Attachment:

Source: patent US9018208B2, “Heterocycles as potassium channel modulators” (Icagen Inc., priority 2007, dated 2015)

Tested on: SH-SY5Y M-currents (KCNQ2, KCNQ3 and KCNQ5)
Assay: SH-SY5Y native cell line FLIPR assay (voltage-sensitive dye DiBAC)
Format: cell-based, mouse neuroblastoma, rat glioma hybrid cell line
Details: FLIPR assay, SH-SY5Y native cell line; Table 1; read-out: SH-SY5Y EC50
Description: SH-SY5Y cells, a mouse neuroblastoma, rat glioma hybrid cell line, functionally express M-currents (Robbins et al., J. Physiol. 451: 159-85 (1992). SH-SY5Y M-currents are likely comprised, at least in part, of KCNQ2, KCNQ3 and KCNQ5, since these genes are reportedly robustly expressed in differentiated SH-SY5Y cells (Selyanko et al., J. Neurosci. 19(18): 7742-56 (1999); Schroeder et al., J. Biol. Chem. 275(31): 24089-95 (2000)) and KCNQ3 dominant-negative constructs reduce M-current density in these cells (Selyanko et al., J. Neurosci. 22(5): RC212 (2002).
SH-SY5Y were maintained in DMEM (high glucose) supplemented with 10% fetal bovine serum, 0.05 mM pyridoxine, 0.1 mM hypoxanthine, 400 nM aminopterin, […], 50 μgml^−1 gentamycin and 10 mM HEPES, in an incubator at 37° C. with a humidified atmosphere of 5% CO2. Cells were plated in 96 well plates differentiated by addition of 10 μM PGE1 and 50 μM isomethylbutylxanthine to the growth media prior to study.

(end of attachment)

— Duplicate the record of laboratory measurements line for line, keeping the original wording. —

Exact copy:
Source: patent US9018208B2, “Heterocycles as potassium channel modulators” (Icagen Inc., priority 2007, dated 2015)

Tested on: SH-SY5Y M-currents (KCNQ2, KCNQ3 and KCNQ5)
Assay: SH-SY5Y native cell line FLIPR assay (voltage-sensitive dye DiBAC)
Format: cell-based, mouse neuroblastoma, rat glioma hybrid cell line
Details: FLIPR assay, SH-SY5Y native cell line; Table 1; read-out: SH-SY5Y EC50
Description: SH-SY5Y cells, a mouse neuroblastoma, rat glioma hybrid cell line, functionally express M-currents (Robbins et al., J. Physiol. 451: 159-85 (1992). SH-SY5Y M-currents are likely comprised, at least in part, of KCNQ2, KCNQ3 and KCNQ5, since these genes are reportedly robustly expressed in differentiated SH-SY5Y cells (Selyanko et al., J. Neurosci. 19(18): 7742-56 (1999); Schroeder et al., J. Biol. Chem. 275(31): 24089-95 (2000)) and KCNQ3 dominant-negative constructs reduce M-current density in these cells (Selyanko et al., J. Neurosci. 22(5): RC212 (2002).
SH-SY5Y were maintained in DMEM (high glucose) supplemented with 10% fetal bovine serum, 0.05 mM pyridoxine, 0.1 mM hypoxanthine, 400 nM aminopterin, […], 50 μgml^−1 gentamycin and 10 mM HEPES, in an incubator at 37° C. with a humidified atmosphere of 5% CO2. Cells were plated in 96 well plates differentiated by addition of 10 μM PGE1 and 50 μM isomethylbutylxanthine to the growth media prior to study.